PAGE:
The Banks Will Never Close

Mr. Cub, Ernie Banks Has Died at 83.

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Ernie Banks was the major Cub threat whenever he made an appearance anywhere on the playing field. 

I remember as a kid when the Cubs would come to the Coliseum in
Los Angeles, and later to Dodger Stadium.

Every time I was comfortable with a Dodger win on the horizon, it seemed the future 500 HR hitter, and Cub entry to The Hall of Fame, Ernie Banks would be facing our best in L.A.

Against Koufax, and Drysdale, Banks never made it easy for the Dodgers to chalk up a win. 

I often wondered back then why, Banks used to show up at the plate at the most inopportune times. 

He seemed to loom big in the batting order, occupying any, and all of the 9 spots at any given time.  What did I know, I was just a kid.

What I have heard all along the way from then til now, Ernie Banks was an authentic example of what it means to be a humble, nice person.

When you’re a record holder, at the top of your game and, an award winner, I suppose the ego could easily lead down other paths.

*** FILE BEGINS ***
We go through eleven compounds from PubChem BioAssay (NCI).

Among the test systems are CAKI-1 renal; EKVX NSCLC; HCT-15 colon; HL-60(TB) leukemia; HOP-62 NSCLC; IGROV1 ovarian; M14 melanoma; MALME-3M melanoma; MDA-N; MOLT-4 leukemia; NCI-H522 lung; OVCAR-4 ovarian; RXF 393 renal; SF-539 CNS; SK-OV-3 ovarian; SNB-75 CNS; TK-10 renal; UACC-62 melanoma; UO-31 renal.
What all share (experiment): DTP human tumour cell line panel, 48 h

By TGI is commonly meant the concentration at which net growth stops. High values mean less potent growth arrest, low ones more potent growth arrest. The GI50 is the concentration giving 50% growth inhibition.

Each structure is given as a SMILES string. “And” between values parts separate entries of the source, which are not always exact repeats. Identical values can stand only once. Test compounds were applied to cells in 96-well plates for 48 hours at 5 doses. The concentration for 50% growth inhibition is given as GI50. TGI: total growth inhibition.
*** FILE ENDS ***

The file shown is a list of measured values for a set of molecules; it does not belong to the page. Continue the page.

I never met Ernie Banks but, but those close to Mr. Cub always remarked that he was truly a nice person.  It is always nice to know there are some really nice people in this world.

According to sources who did know him, Ernie Banks was the Professor of nice.  He was a first class gentleman.

It is said there are many tiers of memories.  Some forgotten, some are vague but, in this case the Banks will never close.

One more time:  ‘Let’s Play Two.’

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1 Comment

  1. I used to listen to those games on the west coast from Chicago with a transistor radio under my pillow.

    Like

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